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Former Las Vegas staple Starboard Tack becoming best ‘new’ bar

When he leaves the carpet, beer leaves pint glasses.

It’s a Tuesday night at Starboard Tack, and in this nautical-themed drinkery where Tom Jones had a private booth back in the day, the Plastic Brains are getting loose.

Eyes shut, throat open — wide open — their frontman lunges toward the crowd before him and then retreats, over and over, like waves of adrenaline and anxiety washing ashore in this boozy marine-land of stained-glass sailboats, rum casks and ships-in-a-bottle.

The sound ravaging the P.A. suits the surroundings: It’s a surf-rock-indebted nerve-jangler with heavily processed, paranoiac vocals suggestive of the chaos that might ensue if Butthole Surfers lead weirdo Gibby Haynes fronted the Ventures.

Or something like that.

As the band’s set progresses, the singer presses into the crowd more and more.

There’s no stage here, so the audience begins to double as bumpers for the human pinball careening into them.

Hence, the spilled brews.

The return of a Vegas staple

It’s a symbiotic scene, an up-and-coming band commanding an up-and-coming spot — OK, so it’s kind of odd to refer to Starboard Tack as up-and-coming.

The place, at 2601 Atlantic St., originally opened in 1971 as a combination of upscale supper club and late-night hang for a who’s who of Vegas entertainers, from Sinatra to Jones to just about any other headliner in town.

“Now it seems very commonplace that there’s 24-hour restaurants and places to drink, but in the ’70s, this was one of the only ones. That’s why everyone would come out here,” says Starboard Tack co-owner Bryant Jane, who runs the place with partner Lyle Cervenka, both having previously helmed downtown bar Retroscena in the back of Radio City Pizza. “Anyone who performed on the Strip would come out here.”

In ’77, Starboard Tack became Port Tack. While the name changed, the place remained popular with celebrities such as Jackie Gleason, Mike Tyson, Eddie Murphy and scads more.

Eventually, the stars dimmed, though, as joints offering a Budweiser and a bite at 3 a.m. became more commonplace.

More recently, the room housed divey poker bar Gilligan’s Hideaway for 17 years before Jane and Cervenka got the keys to the place in October 2016.

Jane, a Vegas native, remembered hearing stories of the Starboard Tack’s freewheeling past — his uncle is featured in an old framed photo of some Starboard Tack revelers that hangs next to the bar — and so he and Cervenka convinced the building’s owners to let them bring the Starboard Tack name back to life, relaunching the bar last spring.

Together, they sought to bring back the original spirit of the Starboard Tack by keeping some of its touchstones intact — the inviting fireplace in the main bar area, the sturdy wooden ship deck tables in the dining room, the 24-hour kitchen, the massive rum selection (the largest in the state, according to Jane).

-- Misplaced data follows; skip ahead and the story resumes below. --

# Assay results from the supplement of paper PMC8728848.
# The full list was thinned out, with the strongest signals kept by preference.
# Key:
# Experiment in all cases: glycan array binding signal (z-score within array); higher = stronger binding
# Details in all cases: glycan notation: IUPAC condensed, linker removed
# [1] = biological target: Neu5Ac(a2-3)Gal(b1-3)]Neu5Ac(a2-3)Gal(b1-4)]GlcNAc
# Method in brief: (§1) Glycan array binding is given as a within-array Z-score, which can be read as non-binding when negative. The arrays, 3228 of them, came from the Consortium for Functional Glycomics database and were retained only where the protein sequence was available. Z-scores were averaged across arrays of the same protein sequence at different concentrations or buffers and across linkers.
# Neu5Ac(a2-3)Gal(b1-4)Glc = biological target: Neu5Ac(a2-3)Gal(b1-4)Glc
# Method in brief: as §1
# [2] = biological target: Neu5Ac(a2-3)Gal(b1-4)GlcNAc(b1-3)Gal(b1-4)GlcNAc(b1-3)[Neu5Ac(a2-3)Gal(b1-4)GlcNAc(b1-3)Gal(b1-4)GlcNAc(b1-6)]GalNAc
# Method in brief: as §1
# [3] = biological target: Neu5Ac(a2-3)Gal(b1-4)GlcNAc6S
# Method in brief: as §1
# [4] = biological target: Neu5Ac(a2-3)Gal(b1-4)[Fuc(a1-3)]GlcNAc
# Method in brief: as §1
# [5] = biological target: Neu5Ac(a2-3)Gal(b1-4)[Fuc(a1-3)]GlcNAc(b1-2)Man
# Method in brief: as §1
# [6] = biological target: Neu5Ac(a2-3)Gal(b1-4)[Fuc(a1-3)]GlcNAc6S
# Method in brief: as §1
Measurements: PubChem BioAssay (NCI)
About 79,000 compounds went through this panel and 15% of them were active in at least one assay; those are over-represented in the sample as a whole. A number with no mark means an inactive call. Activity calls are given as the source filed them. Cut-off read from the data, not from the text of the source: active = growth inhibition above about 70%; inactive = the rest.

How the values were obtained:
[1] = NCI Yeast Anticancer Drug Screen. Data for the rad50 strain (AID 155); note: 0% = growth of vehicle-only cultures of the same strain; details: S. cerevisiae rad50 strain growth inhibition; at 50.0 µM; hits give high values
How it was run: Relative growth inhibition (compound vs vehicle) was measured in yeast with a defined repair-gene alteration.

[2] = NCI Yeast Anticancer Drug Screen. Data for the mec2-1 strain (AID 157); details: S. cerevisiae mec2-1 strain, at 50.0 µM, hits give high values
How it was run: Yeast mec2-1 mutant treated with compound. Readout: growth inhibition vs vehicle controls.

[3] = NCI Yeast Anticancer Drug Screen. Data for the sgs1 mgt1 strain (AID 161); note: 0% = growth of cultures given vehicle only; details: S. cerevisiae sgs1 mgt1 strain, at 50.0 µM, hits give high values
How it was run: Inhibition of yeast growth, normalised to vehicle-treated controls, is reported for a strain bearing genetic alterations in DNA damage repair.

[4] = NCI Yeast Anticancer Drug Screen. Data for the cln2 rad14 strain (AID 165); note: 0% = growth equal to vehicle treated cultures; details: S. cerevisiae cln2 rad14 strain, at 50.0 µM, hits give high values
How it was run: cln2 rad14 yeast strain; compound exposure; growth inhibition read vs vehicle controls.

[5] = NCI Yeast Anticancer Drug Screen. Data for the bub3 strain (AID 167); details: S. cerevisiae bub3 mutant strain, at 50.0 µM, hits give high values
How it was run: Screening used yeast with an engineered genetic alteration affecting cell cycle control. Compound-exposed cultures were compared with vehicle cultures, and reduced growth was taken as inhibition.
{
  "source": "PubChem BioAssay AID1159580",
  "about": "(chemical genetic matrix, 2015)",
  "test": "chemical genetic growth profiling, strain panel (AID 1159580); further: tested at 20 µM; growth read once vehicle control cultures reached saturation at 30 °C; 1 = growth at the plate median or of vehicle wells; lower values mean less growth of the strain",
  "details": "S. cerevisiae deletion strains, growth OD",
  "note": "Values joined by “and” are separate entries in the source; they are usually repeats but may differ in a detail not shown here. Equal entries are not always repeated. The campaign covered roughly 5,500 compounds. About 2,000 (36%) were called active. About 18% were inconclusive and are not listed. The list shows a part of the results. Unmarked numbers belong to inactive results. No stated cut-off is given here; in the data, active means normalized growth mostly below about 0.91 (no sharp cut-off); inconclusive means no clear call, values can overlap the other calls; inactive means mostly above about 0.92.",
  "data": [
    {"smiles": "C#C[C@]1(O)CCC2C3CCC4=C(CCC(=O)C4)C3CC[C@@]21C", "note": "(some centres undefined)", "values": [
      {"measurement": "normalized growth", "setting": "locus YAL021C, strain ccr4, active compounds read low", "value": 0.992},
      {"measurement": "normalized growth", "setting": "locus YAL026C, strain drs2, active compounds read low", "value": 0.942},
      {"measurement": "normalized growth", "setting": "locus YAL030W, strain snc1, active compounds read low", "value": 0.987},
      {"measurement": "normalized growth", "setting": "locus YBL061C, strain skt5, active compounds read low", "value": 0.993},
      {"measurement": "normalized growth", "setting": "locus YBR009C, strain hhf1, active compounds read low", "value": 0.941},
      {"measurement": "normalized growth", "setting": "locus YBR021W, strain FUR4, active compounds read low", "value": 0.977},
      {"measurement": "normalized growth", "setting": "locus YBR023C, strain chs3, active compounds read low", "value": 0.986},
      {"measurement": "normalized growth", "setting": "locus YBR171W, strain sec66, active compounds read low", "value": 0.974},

But there have been updates as well, particularly with the cocktail offerings. Jane and Cervenka are veteran mixologists who still man the bar (in the past year, Jane says he’s taken but six days off: three when Cervenka got married and three when his mother passed). Their drink menu is deep and unique, with colorful and colorfully named sips such as Gunpowder Swizzle, Ting N’ Sting, Hong Kong Yacht Club and Chi Chi served in panda mugs.

An eclectic crowd

And then there’s the music.

In July, local indie rock staple Bad Moon Booking began hosting shows here.

“It’s kind of a serendipitous relationship in that we actually love being here,” says Bad Moon Booking head Tsvetelina Stefanova, who also sings and plays keys in Boulder City’s Same Sex Mary. “We’ll even come here late at night when we’re done with other shows or events we were at. As a promoter, it helps to be able to really believe in the place that you’re telling people to go to. We haven’t had a bad show here.”

Tuesday night underscored her words.

The room was full, the crowd eclectic and engaged.

Starboard Tack draws a mix of older regulars who live nearby, an abundance of industry workers who stop by after their shifts end and plenty of the downtown crowd who hit the place for a nightcap after popular spots such as Atomic Liquors and the Velveteen Rabbit close.

“Our main goal is to be a neighborhood spot over a destination kind of spot,” Jane explains. “A lot of our stuff has a living-room kind of feel to it. We wanted to bring back some of the old glory.”

Contact Jason Bracelin at jbracelin@reviewjournal.com or 702-383-0476. Follow @JasonBracelin on Twitter.

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